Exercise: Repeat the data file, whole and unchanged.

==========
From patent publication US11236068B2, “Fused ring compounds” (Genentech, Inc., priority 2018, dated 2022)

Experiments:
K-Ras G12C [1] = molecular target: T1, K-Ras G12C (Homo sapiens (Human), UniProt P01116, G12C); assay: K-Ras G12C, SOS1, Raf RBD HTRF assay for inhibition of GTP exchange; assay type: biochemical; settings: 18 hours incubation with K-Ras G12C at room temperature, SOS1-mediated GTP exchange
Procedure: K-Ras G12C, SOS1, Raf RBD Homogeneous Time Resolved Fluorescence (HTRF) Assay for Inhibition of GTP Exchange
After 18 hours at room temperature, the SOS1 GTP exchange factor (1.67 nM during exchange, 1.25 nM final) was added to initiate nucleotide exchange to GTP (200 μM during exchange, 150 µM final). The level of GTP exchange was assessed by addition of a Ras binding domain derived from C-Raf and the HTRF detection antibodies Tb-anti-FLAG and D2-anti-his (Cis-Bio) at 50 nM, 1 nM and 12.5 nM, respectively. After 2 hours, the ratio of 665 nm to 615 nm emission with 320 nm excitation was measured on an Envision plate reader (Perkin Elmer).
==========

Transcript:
From patent publication US11236068B2, “Fused ring compounds” (Genentech, Inc., priority 2018, dated 2022)

Experiments:
K-Ras G12C [1] = molecular target: T1, K-Ras G12C (Homo sapiens (Human), UniProt P01116, G12C); assay: K-Ras G12C, SOS1, Raf RBD HTRF assay for inhibition of GTP exchange; assay type: biochemical; settings: 18 hours incubation with K-Ras G12C at room temperature, SOS1-mediated GTP exchange
Procedure: K-Ras G12C, SOS1, Raf RBD Homogeneous Time Resolved Fluorescence (HTRF) Assay for Inhibition of GTP Exchange
After 18 hours at room temperature, the SOS1 GTP exchange factor (1.67 nM during exchange, 1.25 nM final) was added to initiate nucleotide exchange to GTP (200 μM during exchange, 150 µM final). The level of GTP exchange was assessed by addition of a Ras binding domain derived from C-Raf and the HTRF detection antibodies Tb-anti-FLAG and D2-anti-his (Cis-Bio) at 50 nM, 1 nM and 12.5 nM, respectively. After 2 hours, the ratio of 665 nm to 615 nm emission with 320 nm excitation was measured on an Envision plate reader (Perkin Elmer).